If you get into a car accident in Michigan, do you know what steps you're required to take when it comes to making a report of the crash? Like every other state, Michigan has a law on the books that requires that most car accidents be reported. But what kinds of accidents qualify? How is the report made? What if you don't report an accident when the law requires it? Read on for the answers to these questions and more.
In Michigan, the driver of a motor vehicle that is involved in an accident must "immediately" report the crash if it:
What about accidents involving unattended vehicles or damaged property on or alongside the road? In those situations, the driver must immediately report the collision if the driver cannot find the owner of the vehicle or locate the person who owns the damaged property.
Michigan law does not require the driver to file a written accident report. Instead, the driver must report the accident "at the nearest or most convenient police station, or to the nearest or most convenient police officer." This means that the accident should be reported in person.
It is not a punishable offense in Michigan to fail to report an accident to the police, as long as the driver stops at the scene of the accident and exchanges information with the other people involved in the accident. If the driver fails to either stop and exchange information after the accident or report the accident to the police, he/she can be subject to up to 15 years in jail, a fine of up to $10,000, or both, depending on the severity of the accident. Learn more: Never Flee the Scene of an Accident -- Here's Why.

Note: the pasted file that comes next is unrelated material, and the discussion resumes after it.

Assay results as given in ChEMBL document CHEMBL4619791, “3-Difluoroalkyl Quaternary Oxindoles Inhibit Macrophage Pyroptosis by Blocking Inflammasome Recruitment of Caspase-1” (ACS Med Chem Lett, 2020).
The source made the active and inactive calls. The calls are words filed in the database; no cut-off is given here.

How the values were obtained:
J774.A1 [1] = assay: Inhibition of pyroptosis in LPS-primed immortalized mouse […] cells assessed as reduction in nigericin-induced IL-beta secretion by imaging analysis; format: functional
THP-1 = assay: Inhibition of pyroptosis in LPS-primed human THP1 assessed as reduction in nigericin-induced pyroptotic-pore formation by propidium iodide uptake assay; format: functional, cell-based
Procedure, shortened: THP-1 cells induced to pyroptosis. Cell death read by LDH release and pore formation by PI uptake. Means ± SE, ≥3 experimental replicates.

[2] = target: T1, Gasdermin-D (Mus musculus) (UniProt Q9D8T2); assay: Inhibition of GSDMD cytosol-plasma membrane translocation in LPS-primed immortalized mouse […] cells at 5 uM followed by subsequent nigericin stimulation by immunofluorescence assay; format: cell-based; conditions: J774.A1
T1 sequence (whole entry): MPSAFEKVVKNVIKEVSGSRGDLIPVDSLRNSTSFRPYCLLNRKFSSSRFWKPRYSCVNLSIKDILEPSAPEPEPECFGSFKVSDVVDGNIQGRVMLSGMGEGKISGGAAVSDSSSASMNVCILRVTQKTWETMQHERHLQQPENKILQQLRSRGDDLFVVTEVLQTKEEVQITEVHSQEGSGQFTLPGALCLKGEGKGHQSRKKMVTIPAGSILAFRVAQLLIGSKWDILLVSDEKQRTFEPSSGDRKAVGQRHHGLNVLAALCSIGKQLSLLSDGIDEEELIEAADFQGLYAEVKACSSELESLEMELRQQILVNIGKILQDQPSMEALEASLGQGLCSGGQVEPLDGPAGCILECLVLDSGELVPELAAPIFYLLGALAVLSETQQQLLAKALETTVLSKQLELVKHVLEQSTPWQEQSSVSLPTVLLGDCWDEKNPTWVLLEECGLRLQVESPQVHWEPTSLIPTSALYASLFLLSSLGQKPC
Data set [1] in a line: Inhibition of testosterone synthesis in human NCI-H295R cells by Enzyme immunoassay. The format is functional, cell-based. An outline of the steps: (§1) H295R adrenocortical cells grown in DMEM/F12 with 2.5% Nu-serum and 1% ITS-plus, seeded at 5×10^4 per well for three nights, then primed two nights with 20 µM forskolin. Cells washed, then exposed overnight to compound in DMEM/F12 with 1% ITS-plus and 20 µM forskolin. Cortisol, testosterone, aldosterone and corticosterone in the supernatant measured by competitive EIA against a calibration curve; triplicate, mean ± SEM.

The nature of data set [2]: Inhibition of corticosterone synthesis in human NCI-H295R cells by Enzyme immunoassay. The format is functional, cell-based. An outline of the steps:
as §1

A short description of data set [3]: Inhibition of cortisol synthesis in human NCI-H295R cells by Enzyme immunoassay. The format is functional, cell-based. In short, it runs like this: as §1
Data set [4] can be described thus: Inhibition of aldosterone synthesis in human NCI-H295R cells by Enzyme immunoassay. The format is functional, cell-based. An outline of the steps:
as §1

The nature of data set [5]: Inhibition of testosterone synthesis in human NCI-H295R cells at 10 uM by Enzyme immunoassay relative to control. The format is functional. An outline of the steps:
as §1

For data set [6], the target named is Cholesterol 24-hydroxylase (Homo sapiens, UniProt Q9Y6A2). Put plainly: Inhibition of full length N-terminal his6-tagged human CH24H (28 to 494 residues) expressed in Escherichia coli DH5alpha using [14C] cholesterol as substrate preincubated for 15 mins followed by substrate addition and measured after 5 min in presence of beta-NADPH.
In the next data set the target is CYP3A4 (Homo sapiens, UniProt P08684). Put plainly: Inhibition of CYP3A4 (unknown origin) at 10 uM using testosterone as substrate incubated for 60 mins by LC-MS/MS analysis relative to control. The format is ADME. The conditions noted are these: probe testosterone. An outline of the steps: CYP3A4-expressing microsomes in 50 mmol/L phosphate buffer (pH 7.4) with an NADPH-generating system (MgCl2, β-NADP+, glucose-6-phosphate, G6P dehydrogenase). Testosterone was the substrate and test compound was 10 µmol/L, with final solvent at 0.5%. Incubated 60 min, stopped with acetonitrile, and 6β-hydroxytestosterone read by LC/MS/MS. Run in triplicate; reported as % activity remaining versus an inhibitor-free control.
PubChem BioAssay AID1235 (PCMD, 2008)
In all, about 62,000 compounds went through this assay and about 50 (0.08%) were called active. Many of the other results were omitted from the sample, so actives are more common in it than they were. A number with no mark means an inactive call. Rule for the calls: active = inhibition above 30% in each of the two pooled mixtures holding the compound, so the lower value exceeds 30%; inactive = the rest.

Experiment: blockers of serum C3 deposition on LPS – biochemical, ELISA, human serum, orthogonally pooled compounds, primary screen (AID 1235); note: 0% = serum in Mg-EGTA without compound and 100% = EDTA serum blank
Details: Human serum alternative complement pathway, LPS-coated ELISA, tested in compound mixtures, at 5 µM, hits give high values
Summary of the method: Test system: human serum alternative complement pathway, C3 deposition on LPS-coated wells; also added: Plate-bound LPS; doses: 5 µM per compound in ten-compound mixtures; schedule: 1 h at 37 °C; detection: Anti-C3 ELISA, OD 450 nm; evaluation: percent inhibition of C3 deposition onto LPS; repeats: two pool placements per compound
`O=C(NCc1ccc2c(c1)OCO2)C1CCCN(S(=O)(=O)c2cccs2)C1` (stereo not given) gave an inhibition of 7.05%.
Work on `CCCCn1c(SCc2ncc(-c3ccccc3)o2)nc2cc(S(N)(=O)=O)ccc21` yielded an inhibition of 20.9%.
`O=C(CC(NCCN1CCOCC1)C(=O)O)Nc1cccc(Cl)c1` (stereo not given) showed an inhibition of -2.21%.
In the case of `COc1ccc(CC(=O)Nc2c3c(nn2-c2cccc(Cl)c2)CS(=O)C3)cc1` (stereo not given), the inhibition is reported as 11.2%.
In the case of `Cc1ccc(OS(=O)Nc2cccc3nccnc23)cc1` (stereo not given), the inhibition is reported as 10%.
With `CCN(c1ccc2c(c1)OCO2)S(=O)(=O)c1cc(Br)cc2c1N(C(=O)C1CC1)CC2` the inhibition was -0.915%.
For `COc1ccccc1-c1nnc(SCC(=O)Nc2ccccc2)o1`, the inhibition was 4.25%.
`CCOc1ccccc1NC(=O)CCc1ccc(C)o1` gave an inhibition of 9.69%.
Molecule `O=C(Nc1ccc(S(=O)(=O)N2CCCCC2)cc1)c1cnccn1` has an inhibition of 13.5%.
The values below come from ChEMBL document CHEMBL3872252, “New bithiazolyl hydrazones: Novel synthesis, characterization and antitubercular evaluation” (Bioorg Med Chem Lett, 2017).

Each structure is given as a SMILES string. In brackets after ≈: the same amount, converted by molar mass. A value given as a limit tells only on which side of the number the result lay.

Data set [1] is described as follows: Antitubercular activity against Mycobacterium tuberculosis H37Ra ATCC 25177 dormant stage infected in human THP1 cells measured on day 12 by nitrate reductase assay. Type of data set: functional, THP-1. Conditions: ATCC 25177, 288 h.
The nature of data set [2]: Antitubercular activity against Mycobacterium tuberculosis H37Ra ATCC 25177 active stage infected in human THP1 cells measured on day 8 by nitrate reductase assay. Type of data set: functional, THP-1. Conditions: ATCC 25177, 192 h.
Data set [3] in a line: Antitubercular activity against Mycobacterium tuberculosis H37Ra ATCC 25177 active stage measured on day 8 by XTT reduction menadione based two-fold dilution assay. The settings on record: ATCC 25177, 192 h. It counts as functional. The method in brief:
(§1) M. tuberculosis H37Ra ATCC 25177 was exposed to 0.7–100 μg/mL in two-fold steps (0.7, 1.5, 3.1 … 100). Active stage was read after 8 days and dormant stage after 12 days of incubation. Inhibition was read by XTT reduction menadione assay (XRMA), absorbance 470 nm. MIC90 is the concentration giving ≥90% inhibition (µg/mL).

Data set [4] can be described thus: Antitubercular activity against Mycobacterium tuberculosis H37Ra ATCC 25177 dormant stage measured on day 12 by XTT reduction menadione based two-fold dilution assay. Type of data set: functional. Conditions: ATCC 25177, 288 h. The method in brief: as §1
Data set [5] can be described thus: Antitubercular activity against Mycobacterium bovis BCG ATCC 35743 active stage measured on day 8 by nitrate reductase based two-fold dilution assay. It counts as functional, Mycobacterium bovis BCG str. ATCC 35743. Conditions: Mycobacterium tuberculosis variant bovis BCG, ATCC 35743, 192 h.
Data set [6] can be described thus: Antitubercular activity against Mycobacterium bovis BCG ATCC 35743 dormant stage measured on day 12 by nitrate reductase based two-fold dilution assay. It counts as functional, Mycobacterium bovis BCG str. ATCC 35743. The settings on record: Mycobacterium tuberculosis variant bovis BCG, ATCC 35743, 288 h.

For more information on the rules for reporting a car accident in Michigan, you can refer to the text of Michigan Statutes sections 257.617 to 257.622. And you'll find more state-specific information in our articles Car Accident Laws in Michigan and Michigan No-Fault Car Insurance Rules and Regulations.
No state requires its drivers to report a car accident to their car insurance company. However, if you get into an accident, you would want to report that accident to your insurer so that you comply with your insurance contract.
All standard automobile insurance contracts in every state require the insured to report any accident within a reasonable period of time after the accident (like, within a day or two). If the policyholder fails to do so, the insurer may deny coverage for the accident on the grounds that the insured violated the contract.
The lesson here is that even if your car accident was minor and did not rise to the level of a "reportable accident" according to Michigan's laws, you should report it to your insurer to ensure that the insurer will provide coverage for the accident if you should need it. More: Contact Your Car Insurance Company After an Accident.
Reporting a car accident may be just the first step for some drivers and passengers. If the crash caused serious injuries, or if things are getting contentious with the other driver's insurance carrier, you might want to talk to an experienced Michigan car accident lawyer to discuss your situation and your legal options.